House Calls

SUM 2017

House Calls Magazine is a quarterly publication that focuses on health and wellness. It includes a wide assortment of articles with topics on the latest health and wellness information, nutrition, safety, lifestyles, and more.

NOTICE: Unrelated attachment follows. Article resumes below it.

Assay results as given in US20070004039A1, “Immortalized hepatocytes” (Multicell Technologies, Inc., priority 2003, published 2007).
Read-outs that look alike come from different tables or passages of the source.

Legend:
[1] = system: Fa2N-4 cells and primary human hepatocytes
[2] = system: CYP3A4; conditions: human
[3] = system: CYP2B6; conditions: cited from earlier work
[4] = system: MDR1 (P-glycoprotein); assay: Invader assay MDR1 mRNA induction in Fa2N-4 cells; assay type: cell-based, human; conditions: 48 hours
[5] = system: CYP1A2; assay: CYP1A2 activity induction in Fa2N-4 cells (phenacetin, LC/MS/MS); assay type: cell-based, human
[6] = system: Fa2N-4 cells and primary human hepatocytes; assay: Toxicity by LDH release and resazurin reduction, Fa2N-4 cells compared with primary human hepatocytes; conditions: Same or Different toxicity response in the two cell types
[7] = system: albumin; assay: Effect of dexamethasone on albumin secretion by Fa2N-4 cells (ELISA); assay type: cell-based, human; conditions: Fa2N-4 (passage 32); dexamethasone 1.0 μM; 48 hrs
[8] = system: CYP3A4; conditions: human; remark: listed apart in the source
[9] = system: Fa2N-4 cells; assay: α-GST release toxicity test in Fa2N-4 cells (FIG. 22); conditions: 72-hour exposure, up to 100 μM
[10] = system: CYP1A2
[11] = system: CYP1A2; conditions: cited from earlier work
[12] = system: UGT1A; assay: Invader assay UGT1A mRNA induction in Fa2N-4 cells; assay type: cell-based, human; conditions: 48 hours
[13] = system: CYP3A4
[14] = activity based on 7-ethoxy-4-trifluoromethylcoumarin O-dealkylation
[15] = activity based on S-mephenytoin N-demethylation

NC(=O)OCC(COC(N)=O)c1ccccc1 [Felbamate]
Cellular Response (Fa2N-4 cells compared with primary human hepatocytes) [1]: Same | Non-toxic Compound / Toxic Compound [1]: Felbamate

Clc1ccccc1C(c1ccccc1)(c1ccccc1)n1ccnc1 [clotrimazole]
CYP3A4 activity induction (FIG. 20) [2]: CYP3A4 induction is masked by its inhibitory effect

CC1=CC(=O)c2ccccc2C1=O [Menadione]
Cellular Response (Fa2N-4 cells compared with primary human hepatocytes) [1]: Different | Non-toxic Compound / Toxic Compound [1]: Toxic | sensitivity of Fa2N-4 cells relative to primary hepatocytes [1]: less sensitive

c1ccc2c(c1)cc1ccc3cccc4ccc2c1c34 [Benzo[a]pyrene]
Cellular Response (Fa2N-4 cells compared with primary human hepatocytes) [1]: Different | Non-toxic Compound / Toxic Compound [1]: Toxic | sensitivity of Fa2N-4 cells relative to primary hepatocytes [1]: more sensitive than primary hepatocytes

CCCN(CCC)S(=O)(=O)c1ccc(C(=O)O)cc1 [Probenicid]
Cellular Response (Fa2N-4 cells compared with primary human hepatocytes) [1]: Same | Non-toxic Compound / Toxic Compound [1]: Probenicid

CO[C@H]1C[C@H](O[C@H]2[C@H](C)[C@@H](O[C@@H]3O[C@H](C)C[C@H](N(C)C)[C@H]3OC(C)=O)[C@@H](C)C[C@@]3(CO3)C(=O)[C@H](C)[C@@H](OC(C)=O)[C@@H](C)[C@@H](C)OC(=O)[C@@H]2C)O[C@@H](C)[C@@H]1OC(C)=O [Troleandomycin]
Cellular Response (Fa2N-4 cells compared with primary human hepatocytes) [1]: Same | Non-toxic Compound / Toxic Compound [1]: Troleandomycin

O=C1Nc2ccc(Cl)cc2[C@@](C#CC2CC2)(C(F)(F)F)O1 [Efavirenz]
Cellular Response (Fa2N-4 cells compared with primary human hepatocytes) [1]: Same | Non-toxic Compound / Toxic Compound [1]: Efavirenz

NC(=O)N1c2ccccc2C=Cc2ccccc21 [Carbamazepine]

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WHAT TO EXPECT Currently, only those with a history of smoking and who are at high risk for lung cancer are eligible for the low-dose CT scan (see opposite page for specifics). When the scan first hit the scene in 2011, patients covered the cost (it's typically $150 per scan). In 2015, however, Medicare and the Affordable Care Act began covering it, significantly increasing access to the screening. The scan is offered at seven Roper St. Francis locations, and is often available for a next-day appointment with a referral from a provider. There's no need to avoid eating or drinking before the test, which takes about five minutes and is painless. After the scan, your provider will call you to discuss the results. If a lesion or suspect area is found, follow-up screenings may be scheduled, with frequency determined by the size of the nodule. If results are clear, there is no need to have additional scans more often than once a year. As more and more high-risk patients receive the preventative scan, the h o u s e c a l l s { summer 2017 } 37 Lowcountry may see an increased rate of lung cancer survival in the coming years, notes Dr. Kline. Spring Turner— Dr. Kline's patient who was diagnosed and cured of lung cancer last year—is doing her part to help make that happen. "I have a coworker who smokes a lot, so I asked if he had ever had a low-dose CT scan," Turner recounts. "I let him know it's really easy and that insurance covered it for me." Her coworker's test—like most—came back clear. In fact, an average of only one in 77 scans at Roper St. Francis discovers a malignant lesion. If cancer is found, it's important to remember that detection is the first step toward curing the disease. "People who get screened have a vastly greater survival rate than folks who are diagnosed after symptoms appear," says Dr. Kline. Of course, the best way to decrease your chance of developing lung cancer is to avoid smoking tobacco and exposure to second-hand smoke. However, if you have a history of smoking and meet the requirements, talk to your provider about the screening: it's a simple, smart test that can save your life. A person dies every 6 seconds from a tobacco-related disease. -Centers for Disease Control and Prevention (CDC) Cigarette smoking remains the #1 preventable cause of death and disease in the nation and accounts for one in every five deaths. -CDC In 2015, an estimated 15% of American adults smoked. -CDC Smokers die an average of 13 to 14 years earlier than nonsmokers. -U.S. Department of Health & Human Services Cigarette smoke contains thousands of chemicals, including at least 70 known carcinogens (cancer-causing compounds) like lead, arsenic, and formaldehyde. –American Cancer Society STAGGERING SMOKING STATS After receiving a low-dose CT lung scan through Roper St. Francis in March 2016, Mount Pleasant resident Spring Turner, 60, was diagnosed with lung cancer last April. Today, she is cancer free and back at her favorite activities, like walking pups Izzy and Rosie on Isle of Palms.

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